lazily, its passengers
taking the time to take in the hot night air
and the family they shared it with.
Airborne bursts of colors
fell like raindrops,
cascading from the inky sky
towards the mirrored image on the lake’s surface.
For the first time in her life,
she saw her future
r i p p l e o u t w a r d s
from the glass reflection of the water.
She was always one to worry about time:
how and when and where it would be spent.
She had existed solely in the present tense –
Bubbling beautifully from the depths below her, she saw
her roommate getting married at a country club,
posh and crisp and white,
her sister having a child, the kid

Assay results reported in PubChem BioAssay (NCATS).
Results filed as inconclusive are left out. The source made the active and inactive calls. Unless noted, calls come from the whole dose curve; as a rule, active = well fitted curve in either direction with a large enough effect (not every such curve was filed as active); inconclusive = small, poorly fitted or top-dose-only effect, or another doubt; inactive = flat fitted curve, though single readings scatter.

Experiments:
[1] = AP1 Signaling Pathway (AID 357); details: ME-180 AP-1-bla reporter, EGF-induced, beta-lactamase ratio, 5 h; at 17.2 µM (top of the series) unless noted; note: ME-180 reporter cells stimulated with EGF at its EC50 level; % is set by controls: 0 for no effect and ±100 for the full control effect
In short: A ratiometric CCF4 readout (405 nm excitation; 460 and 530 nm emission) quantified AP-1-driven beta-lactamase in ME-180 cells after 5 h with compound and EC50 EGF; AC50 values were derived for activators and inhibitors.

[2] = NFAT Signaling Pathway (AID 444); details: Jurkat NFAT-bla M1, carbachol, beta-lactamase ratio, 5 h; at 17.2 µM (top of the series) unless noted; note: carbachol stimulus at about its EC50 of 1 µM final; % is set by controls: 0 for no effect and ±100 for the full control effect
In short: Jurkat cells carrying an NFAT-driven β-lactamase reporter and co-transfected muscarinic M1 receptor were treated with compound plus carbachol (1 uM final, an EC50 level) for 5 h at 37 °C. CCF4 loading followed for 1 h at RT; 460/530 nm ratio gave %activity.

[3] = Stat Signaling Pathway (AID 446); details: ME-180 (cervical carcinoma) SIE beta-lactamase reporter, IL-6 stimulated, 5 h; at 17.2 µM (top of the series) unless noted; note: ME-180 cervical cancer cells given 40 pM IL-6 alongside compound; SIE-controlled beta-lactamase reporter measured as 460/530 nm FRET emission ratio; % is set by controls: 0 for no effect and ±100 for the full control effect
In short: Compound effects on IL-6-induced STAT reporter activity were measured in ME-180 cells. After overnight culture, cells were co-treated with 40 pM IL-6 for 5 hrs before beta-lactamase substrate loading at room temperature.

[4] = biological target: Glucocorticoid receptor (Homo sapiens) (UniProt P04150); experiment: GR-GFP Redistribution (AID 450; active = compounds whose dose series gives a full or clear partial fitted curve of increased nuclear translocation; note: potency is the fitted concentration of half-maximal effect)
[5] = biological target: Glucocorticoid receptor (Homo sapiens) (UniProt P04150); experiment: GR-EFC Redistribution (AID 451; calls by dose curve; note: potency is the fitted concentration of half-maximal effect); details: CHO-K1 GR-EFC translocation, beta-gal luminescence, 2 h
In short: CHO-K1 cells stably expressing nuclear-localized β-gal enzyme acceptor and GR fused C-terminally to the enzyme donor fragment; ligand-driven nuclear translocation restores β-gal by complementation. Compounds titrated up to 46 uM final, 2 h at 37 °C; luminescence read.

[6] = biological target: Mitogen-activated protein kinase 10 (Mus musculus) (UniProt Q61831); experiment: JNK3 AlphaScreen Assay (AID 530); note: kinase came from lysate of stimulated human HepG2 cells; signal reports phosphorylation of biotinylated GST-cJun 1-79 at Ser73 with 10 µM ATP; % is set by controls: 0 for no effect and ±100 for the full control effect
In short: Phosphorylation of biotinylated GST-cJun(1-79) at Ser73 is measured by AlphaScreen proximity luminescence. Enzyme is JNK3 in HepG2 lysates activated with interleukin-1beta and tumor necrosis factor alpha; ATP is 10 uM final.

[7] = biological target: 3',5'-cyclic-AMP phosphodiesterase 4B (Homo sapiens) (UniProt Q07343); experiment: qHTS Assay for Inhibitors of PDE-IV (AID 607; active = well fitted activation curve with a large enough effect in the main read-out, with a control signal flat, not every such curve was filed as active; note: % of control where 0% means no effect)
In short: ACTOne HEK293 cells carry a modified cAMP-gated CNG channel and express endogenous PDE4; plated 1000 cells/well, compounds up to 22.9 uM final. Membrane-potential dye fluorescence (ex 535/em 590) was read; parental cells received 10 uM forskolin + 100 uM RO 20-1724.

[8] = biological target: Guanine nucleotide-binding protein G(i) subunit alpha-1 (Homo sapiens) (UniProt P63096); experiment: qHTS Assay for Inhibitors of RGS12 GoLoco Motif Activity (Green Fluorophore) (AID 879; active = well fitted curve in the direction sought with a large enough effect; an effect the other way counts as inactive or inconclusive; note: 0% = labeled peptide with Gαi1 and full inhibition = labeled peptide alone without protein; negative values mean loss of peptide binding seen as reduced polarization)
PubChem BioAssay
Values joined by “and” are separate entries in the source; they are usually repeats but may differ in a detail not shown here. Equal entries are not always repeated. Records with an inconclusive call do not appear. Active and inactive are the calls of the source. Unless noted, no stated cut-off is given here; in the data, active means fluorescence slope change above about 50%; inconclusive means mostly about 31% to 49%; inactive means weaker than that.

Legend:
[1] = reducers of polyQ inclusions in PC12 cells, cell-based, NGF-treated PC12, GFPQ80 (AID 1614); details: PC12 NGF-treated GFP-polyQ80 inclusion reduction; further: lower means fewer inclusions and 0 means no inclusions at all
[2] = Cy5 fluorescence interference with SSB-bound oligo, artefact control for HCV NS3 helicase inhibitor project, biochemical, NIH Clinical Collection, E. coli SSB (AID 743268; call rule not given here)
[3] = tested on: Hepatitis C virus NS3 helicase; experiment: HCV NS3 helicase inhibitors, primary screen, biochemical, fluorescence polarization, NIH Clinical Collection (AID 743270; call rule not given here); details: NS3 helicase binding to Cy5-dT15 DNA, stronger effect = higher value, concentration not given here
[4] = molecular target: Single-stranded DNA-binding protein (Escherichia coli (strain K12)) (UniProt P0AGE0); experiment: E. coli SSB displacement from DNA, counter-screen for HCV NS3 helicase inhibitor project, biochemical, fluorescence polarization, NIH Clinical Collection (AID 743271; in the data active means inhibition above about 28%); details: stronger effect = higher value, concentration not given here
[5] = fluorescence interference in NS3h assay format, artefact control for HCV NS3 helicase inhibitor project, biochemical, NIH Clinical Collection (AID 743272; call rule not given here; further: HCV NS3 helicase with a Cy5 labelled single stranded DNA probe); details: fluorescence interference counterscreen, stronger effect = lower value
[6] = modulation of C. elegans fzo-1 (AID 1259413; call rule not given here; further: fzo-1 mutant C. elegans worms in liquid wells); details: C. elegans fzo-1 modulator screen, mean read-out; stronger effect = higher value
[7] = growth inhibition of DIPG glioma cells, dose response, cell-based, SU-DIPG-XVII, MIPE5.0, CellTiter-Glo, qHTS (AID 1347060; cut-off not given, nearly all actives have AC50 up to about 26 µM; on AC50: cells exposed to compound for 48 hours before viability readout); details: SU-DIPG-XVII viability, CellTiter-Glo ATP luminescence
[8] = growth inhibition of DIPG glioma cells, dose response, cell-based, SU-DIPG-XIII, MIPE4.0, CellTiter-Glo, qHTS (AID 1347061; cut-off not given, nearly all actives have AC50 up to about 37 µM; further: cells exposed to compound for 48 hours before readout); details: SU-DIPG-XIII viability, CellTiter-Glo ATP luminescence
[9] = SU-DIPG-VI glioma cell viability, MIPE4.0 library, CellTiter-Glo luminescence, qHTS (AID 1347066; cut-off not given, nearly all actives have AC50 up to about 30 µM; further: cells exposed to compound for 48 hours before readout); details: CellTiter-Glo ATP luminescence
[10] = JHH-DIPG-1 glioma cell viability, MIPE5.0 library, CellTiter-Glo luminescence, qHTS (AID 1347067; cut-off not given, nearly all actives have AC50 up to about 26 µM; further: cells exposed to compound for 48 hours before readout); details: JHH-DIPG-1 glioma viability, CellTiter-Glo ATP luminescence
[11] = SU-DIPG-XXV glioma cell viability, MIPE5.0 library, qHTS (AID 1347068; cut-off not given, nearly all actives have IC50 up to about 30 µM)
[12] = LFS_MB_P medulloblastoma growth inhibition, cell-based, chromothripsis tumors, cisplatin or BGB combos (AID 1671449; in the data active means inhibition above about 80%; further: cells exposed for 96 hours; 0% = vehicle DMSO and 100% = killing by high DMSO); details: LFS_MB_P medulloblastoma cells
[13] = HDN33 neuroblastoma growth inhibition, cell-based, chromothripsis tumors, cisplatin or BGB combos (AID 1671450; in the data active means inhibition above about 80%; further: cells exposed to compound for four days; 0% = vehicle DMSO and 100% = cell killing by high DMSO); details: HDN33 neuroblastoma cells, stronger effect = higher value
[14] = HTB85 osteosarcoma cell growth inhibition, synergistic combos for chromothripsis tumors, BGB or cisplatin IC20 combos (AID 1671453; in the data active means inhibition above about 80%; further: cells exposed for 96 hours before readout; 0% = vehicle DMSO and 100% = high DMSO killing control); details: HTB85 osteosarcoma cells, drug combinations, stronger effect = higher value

scraping knees on the short concrete driveway in her hometown,
her best friend helping her move into the city,
big and terrifying and lonely, but whispering hopeful promises.
The rest of her life encircled her
for the briefest of moments,
and what struck her was the fact
that she had so much of it left to live.
All that worrying she was so accustomed to
drowned and sunk to the murky bottom of the lake,
under a multicolored sky
she knew she’d gaze at
many times again.